A simple thought experiment; if the definition of art was objective and fixed, what would that look like? If there was a single, correct, unified definition of art, then it would look like Newton’s laws of motion, for example. But there is no single, unified definition of art, which leaves the word ‘correct’ as the last piece to study, and where all of the argument seems to arise. generally philosophical in nature, but science and language are actually the better tools to evaluate this. in math we can prove via theorem, or disprove via exception. philosophical approaches tend to categorize by theorem. but it is telling that extremely educated people who dedicated their lives to art criticism and philosophy do not agree. this suggests that there is not an objective criteria. Additionally it has changed over time, suggesting there is a cultural component. It is also interesting to note that while someone like Van Gogh is widely considered to not only be an artist, but a great artist, a master, and yet was dismissed in their own time truly shows that the criteria changes over time, and therefore the definition is actually fluid. But don’t forget, not everyone agrees even today that Van Gogh is a master, or that his paintings are art. So while there is an element of societal acceptance based on consensus, there is no single work of art that every person in every age would have considered art. This means that there is no objective criteria by which to disprove the theory via exception.

What metrics are left to judge correctness?


As human beings we are drawn to experts, though there is clearly subjectivity to this as well. Some experts are truly people who have studied their field and advanced it beyond their peers; Einstein, Chomsky, etc.. But there are plenty of examples of people who are simply seemingly certain and self confident being considered experts by those that either naively agree with them or don’t have the knowledge to distinguish truth from opinion in a particular subject area. Given our above test, that there is no single, objective criteria for what is considered art, many people are guilty of falling back to ‘experts’. These may be artists themselves, gallerists, critics, theorists, or perhaps celebrities or other tastemakers.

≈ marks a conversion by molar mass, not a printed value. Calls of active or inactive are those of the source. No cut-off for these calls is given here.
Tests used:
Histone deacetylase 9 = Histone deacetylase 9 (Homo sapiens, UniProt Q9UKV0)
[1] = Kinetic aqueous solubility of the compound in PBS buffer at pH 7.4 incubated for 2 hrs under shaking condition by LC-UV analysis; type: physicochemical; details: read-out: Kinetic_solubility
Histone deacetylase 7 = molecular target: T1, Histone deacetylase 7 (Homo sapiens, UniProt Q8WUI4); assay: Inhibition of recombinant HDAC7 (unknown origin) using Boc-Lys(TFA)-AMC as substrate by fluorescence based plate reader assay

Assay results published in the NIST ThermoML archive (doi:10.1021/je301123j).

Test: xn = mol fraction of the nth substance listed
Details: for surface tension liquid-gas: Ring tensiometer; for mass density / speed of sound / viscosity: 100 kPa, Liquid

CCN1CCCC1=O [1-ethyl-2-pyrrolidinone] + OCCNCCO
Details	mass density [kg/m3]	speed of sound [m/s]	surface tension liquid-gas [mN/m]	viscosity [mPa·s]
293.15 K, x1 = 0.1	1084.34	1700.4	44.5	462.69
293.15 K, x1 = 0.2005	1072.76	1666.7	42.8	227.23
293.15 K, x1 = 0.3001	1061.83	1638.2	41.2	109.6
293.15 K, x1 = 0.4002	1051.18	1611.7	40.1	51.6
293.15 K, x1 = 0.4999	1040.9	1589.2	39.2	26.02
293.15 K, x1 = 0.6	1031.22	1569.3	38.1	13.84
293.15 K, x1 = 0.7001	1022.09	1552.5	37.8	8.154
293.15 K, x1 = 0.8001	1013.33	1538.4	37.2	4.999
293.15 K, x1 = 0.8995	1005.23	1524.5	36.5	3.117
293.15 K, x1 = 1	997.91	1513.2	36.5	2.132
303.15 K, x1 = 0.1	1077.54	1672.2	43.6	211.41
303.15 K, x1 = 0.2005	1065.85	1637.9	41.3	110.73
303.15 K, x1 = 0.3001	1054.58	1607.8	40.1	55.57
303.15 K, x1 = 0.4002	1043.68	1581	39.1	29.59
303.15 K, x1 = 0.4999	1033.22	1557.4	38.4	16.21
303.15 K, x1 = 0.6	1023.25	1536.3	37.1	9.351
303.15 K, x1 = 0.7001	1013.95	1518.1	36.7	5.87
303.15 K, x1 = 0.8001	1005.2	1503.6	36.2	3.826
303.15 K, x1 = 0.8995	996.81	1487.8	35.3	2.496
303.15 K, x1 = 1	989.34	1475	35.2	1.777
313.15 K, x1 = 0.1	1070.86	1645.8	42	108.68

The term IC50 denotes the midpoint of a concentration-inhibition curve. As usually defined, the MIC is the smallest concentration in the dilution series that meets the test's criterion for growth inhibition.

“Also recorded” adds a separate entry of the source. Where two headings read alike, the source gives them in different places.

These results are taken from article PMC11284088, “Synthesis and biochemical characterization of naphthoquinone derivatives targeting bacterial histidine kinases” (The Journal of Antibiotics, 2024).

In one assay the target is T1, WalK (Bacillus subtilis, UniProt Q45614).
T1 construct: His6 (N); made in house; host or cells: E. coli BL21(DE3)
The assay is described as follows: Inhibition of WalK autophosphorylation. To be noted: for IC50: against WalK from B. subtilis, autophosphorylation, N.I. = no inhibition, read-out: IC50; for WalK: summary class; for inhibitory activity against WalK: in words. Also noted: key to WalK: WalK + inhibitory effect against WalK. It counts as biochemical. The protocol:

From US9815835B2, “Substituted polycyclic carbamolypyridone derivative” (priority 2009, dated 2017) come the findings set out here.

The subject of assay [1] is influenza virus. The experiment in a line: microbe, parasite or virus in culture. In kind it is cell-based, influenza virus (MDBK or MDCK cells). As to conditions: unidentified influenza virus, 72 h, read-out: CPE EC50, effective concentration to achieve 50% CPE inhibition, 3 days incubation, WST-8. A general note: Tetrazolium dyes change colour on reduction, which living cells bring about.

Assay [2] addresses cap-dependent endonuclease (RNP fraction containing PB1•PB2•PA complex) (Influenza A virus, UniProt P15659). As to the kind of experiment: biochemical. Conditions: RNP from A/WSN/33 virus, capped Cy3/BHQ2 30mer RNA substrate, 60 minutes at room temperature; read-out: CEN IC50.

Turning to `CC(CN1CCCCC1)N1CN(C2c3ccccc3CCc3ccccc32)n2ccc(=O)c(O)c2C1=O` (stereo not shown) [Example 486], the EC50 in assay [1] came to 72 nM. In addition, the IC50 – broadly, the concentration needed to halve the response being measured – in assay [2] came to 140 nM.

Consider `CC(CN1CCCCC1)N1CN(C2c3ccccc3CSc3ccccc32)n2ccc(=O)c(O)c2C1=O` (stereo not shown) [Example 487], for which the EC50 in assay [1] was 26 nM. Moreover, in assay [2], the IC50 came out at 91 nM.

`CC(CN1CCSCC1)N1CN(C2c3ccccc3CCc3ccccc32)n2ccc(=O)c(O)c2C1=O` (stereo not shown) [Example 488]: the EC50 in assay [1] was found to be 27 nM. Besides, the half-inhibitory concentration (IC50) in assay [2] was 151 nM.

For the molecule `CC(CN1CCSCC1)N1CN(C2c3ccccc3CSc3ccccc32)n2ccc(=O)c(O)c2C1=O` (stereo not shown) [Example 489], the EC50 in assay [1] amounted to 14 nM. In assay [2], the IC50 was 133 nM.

Wisdom of the Crowd

It can be difficult, when a consensus has been born in your time to go against it. We have clearly developed as a social being who requires at least some level of acceptance by society to survive. So, in the face of gatekeepers and the agreement of their followers and a lack of strong opposing voices, it can be tempting to fall in to line with the latest thinking. But again a bit of scientific rigor can help clear our minds. If this held up logically, then it would remain true. So when painting was declared dead by the conceptual artists, no new great painters would have emerged since. And yet, here we are several decades on and painting is once again a major pillar of the art world.

Fashion and Fad

What this confirms is that there are periods of art marked by movements, styles become popular and then fade only to return again later. It is complex, some things are driven by innovation, such as photography or now digital art, but even these are eventually subsumed, combined, utilized in different ways. They change over time. Society values different messages as well, and sometimes one form is more apt for telling a certain kind of story, or simple fads and fashions change. Someone comes along with a potent, resonant message and it inspires others to adopt their methodology and approach.